Afghanistan, December 1989, Day Mirdad

The delay meant we were a long way from our destination, when darkness fell. At the next check post the mujahid guarding the chain, tried to persuade us not to continue our journey. Jon thanked him, but said we must ensure our patients reached the clinic in Day Mirdad. The mujahid played the beam of his torch into the back of the vehicle. When he spotlighted Zahir, without his turban, he jumped back hastily and waved us on. Poor Zahir, for once, we were grateful for the terrified reaction he provoked.

At the next check post Jon tried the same story. The mujahid peered into the back, saw Zahir and said calmly, ‘Oh, a leprosy patient. Never mind, we can give you a separate room for him.’ Jon requested permission to speak to the Commander who opened the window of his office a grudging few inches. We watched as Jon talked, gesticulating occasionally towards the vehicle. We saw the Commander shake his head and give a brief reply. Jon tried again – the Commander slammed the window shut. We were not going to reach Day Mirdad that night.

We were directed through a gateway into a large, bleak compound. Crunching over the frozen snow, we reached our room, unwilling guests of the Nasre Party for the night. The room was frigid, my head was hurting and we were all cold and cross. A man came in to light the bukhari around which we huddled, morosely sipping tea. We had to ask twice for food before we were eventually served a quantity of greasy, grey liquid with a few pieces of very stringy, dried up meat. Not even Zahir could find anything to laugh about.

When I awoke in the morning I discovered I’d lain on, and broken, my glasses, my head was throbbing worse than ever and, when I learned, despite the fact we’d not exactly been willing guests, we were expected to pay for our board and lodgings I was furious. Determined to tell the Commander exactly what I thought of his shabby treatment of us I headed across the compound towards his office. Rahimy talked me down – otherwise we might still be there. With bad grace I climbed into our vehicle.

At least the day was crisp and sunny, which helped lighten the mood, as we headed towards Day Mirdad. We left the snow behind us, but it would soon catch up with us again, and we would have to complete the work in Arif’s clinic as quickly as possible. For Jon, it meant examining the accounts and handing over the money required for the running of the project through the winter months. For me, it meant interviews with Arif to collect information, statistics and stories about his work, to be included in reports.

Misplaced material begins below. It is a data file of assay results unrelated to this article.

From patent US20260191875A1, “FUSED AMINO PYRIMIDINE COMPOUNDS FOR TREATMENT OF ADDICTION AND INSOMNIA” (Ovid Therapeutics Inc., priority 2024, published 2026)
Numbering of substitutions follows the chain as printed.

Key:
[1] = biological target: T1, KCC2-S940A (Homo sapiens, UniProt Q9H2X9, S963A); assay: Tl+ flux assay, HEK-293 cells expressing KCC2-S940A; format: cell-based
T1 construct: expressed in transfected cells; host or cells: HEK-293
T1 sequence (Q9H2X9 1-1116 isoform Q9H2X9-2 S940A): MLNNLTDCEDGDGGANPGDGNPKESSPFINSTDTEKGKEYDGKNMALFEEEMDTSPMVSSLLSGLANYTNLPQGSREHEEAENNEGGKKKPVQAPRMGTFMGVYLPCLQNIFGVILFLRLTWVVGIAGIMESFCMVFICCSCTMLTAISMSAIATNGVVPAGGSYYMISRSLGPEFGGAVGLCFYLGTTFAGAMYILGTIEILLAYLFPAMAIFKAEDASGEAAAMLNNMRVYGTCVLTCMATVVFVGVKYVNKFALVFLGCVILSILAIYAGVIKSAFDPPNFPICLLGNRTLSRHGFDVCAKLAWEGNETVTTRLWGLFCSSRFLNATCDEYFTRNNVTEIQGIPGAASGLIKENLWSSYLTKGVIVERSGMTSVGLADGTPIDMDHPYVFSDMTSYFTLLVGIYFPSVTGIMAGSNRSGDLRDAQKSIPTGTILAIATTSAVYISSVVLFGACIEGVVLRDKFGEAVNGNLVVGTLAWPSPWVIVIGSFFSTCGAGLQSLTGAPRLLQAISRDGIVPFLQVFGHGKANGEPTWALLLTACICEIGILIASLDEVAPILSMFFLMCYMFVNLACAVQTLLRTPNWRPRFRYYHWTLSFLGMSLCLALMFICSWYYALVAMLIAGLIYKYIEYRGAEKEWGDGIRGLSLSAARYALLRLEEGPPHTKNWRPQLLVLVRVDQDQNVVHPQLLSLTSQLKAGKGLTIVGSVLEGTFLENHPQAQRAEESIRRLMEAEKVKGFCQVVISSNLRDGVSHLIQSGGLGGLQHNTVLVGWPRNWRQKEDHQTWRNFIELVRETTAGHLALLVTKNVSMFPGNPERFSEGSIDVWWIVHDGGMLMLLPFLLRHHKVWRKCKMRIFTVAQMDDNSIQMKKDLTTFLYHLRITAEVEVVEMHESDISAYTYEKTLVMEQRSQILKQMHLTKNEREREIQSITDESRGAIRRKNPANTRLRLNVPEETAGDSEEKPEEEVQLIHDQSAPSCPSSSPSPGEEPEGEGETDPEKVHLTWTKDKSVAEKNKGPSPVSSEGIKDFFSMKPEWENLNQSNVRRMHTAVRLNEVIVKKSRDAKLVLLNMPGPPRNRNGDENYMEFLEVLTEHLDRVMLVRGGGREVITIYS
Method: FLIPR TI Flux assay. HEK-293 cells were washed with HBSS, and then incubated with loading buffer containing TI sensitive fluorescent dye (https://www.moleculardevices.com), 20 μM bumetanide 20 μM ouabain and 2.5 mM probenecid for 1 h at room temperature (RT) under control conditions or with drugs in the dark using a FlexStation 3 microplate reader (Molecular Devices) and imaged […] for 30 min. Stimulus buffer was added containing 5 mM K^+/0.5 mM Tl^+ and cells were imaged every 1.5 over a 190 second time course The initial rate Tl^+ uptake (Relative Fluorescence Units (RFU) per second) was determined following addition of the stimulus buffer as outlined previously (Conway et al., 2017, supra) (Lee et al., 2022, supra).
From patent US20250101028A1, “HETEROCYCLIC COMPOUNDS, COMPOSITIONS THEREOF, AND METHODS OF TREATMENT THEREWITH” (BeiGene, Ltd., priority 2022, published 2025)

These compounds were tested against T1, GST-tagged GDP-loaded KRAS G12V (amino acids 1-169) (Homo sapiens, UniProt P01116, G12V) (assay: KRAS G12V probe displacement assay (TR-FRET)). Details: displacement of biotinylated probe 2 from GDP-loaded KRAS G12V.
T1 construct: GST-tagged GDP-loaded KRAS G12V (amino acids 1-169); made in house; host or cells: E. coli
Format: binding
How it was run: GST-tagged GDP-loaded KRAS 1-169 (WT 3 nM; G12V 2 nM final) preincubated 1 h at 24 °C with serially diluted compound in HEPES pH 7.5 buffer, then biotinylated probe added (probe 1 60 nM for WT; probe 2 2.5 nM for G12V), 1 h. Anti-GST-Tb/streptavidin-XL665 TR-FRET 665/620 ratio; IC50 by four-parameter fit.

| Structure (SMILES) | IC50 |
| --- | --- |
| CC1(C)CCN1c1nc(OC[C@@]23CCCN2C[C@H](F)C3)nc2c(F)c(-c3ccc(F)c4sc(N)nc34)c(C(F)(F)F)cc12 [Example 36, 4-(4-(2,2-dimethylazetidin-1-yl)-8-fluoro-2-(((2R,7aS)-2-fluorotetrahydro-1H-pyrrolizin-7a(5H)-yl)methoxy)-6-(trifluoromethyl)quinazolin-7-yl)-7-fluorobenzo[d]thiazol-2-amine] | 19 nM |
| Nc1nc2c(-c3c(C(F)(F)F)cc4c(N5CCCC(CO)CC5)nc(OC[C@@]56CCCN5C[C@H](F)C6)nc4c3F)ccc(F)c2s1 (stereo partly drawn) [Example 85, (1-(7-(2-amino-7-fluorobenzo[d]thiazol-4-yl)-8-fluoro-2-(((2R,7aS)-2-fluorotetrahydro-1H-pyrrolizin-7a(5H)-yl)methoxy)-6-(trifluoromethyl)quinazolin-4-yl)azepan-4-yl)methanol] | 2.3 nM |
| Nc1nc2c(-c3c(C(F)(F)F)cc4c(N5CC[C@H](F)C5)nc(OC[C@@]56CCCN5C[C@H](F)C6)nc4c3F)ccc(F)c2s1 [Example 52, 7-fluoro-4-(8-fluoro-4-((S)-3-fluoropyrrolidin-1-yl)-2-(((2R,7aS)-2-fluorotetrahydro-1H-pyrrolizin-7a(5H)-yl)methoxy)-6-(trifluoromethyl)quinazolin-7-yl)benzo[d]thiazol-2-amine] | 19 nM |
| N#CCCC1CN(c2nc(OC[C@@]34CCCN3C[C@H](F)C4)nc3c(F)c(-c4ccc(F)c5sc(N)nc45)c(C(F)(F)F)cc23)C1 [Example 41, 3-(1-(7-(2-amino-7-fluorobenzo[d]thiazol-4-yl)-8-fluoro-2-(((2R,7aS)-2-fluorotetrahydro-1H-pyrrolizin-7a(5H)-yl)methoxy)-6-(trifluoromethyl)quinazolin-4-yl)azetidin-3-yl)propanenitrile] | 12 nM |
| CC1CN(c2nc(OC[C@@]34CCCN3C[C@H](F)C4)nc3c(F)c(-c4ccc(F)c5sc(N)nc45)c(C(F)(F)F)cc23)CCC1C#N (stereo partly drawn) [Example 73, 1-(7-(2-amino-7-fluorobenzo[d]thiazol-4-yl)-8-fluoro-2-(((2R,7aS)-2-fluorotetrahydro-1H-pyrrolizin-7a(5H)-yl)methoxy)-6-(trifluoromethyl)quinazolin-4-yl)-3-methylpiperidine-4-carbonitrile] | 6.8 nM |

Day Mirdad is situated between Pashto and Hazara lands. Arif was Pashto. Before the Soviet invasion had forced him to abandon his studies, he’d completed two years in medical college in Kabul. Arriving in Pakistan as a refugee, he somehow heard about the leprosy centre in Karachi, and was accepted as a candidate in the training programme. Arif and Jon had been class fellows in Karachi but were not close friends. As a Pashto, Arif could never accept coming second to anyone in anything, while Jon, south-of-England-born, had a similar arrogance. Somehow or other at the end of the training, each was able to feel he had done better than the other, and honours were even.  

As we approached the clinic the landscape became more desolate and barren. Grey, naked mountains rose on every side until it seemed there was no level ground anywhere.   Everything was on a slope; the buildings, the fields – tiny handkerchief sized patches of brown – the few trees growing sparsely here and there. Houses were hidden behind very high mud walls in which heavy gates were set. Occasionally we had a glimpse, through an open gateway, of the mud built homes, constructed like fortresses. Pashto women are even more jealously guarded than Hazara women who, by comparison, are allowed tremendous freedom.  

We drove through an imposing entrance into a large compound, on three sides of which was a two storey building. Arif came bounding down the steps to meet us, arms outstretched to embrace Jon in a welcoming hug.

Many are the tales of encounters between the soldiers of the British Raj and the fiery tribes from the Frontier Province, depicting the Pashto as tall, swarthy tribal chiefs, tangled black curls escaping from beneath their turbans, dark eyes flashing in challenge. Arif is nothing like those romantic heroes. Standing at barely five foot four he is stocky, has brown eyes which don’t flash particularly challengingly (well, maybe when angered) and a fair complexion. He is restless, excitable, unable to sit still for more than five minutes, and given to generous arm gestures when talking – which he does at great length and speed.

After embracing Jon he clasped my hand warmly, grinning, ‘Welcome, sister. I have many stories to tell you, but first we will drink tea.’ We followed him upstairs to the guest room which was large and sparsely furnished – a gilim which barely covered the floor and a pile of bedding. A Kalashnikov stood in one corner of the room, and when Arif saw me eyeing it, he rushed to give an explanation, ‘For protection, sister, for protection. When I go on tour Ashraf, you know Ashraf? My field assistant. He carries the Kalash – just in case. There are many thieves about, and maybe they think Arif has a lot of money because he works for a foreign organisation.’